I have written my thesis using Word and Endnote. I have three months of corrections. Any general tips based on previous experience on how to streamline the edits would be welcome.

The document is too big to run Grammarly on, and I am worried if I write directly in, I will introduce more typos that I won't catch. Should I just take each chapter apart and put it together again, write each edit in a separate document, paste it in carefully, and take care with the endnote bibliography?

  • 5
    I'm a bit at a loss as to what you're asking. You may find it prudent to create a backup copy of your thesis before you begin editing, but otherwise...I think most people edit documents by deleting text and writing new text in its place. There's no magic recipe for preventing typos other than being careful.
    – user137975
    Commented Feb 1, 2023 at 22:40
  • 3
    Is the main problem here that you feel incapable of editing without the assistance of Grammarly? Built-in spelling/grammar check from Word isn't sufficient?
    – Bryan Krause
    Commented Feb 1, 2023 at 23:06
  • I have three months of corrections ... Do you mean that you have only 3 months in which to complete corrections ? I don't see how you could estimate the time to finish the work as it's dependent on the number and nature of edits, the efficiency of your tools + yourself and the nature of unintended consequences that may arise. Please clarify. How many pages (or words) are in the draft ? Surely you can get some friendly person to proof read it ? What is your supervisor's opinion on it - I'm assuming he/she has read it more than once - and what is their tool recommendation ?
    – Trunk
    Commented Jul 25, 2023 at 21:57

1 Answer 1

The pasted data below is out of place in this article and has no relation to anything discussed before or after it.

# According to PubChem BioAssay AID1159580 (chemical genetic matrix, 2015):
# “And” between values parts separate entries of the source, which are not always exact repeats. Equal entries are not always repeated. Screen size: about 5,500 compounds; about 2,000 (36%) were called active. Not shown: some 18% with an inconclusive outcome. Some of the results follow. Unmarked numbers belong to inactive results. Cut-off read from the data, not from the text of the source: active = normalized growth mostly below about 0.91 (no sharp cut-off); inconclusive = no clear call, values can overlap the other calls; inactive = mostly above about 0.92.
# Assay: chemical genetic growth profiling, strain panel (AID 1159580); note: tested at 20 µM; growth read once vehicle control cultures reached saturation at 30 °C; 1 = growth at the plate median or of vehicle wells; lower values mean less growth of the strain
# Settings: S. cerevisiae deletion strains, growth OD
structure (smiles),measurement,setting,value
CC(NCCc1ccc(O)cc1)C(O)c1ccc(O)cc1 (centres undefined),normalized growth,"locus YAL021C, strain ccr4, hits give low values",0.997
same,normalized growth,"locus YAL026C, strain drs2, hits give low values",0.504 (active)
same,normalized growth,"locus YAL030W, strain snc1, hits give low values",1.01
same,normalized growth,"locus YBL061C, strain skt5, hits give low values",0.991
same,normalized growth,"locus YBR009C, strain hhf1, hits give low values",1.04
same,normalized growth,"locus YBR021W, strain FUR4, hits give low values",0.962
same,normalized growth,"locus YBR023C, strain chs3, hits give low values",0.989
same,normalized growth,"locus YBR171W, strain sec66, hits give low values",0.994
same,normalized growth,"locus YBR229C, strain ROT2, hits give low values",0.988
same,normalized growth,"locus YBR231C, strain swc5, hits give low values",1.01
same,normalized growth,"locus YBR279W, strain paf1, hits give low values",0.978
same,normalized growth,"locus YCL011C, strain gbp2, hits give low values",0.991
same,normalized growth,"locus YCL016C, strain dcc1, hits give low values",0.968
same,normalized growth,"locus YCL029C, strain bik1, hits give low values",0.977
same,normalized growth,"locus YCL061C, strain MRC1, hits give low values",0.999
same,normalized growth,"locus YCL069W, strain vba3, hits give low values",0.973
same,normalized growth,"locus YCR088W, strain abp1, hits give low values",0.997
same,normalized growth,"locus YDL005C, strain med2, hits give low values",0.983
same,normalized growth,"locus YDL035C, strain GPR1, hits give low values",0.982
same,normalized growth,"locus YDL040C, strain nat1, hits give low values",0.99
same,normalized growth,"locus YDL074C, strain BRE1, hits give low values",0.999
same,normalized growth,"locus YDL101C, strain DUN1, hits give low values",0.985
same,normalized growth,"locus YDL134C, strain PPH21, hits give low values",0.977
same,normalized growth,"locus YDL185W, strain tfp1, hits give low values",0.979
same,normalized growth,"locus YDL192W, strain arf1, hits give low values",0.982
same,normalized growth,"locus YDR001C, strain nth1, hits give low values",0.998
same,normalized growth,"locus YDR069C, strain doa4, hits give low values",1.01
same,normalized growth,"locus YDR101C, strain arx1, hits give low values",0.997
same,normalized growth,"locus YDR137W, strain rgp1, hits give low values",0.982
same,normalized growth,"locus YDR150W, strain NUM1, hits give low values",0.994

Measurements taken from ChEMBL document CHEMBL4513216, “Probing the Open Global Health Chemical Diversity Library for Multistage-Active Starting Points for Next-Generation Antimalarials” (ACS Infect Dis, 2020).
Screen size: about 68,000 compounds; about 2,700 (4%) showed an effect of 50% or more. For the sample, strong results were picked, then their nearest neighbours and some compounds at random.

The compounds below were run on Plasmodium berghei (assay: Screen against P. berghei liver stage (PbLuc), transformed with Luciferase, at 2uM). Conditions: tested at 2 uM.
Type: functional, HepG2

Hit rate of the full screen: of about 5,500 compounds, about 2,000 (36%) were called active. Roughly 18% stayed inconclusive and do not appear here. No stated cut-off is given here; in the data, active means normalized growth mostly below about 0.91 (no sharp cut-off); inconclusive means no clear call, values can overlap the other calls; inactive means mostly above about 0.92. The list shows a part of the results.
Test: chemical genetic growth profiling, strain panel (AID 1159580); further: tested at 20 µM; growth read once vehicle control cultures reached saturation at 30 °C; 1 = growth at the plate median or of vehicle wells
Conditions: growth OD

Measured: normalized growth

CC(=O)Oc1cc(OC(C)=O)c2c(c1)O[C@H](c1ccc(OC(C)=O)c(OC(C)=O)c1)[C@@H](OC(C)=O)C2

From the remarks in your question, my guess is that you have not been asked to make significant structural changes to your thesis that would involve cross-chapter links between changes. Instead, it sounds as if the changes are going to be pretty localized, either because you need to make some grammatical or typographical corrections, or because individual paragraphs need clarification or amendment.

My suggestions would be:

  1. Create a backup, perhaps even several. Take additional safeguards by (a) changing the file permissions on the backups to 'read-only', and (b) including in the backup file-name something to indicate that it is a precious original
  2. Edit your document using Track Changes in Word.
  3. Confine your work to one chapter at a time. After every significant period of work, or having concluded work on a chapter, save another new copy, perhaps including the date and time in the file name. This can be helpful despite the fact that Windows will record the time of the last change in the file attributes. After saving a new copy of the file, close Word, click on the filename in Explorer, right-click and select Properties, then check the Read-Only box.
  4. When you return to work, open the last-saved copy. Because it was marked Read-Only, you will be forced to save your new work in yet another new file, thereby preserving the hard-work of your previous sessions from being accidentally erased or overwritten.

I worked my thesis in TeX rather than Word, but the same process of creating multiple new incrementally-changed copies, each of which was set as read-only, saved me from heartache on more than one occasion during the rewrite process.

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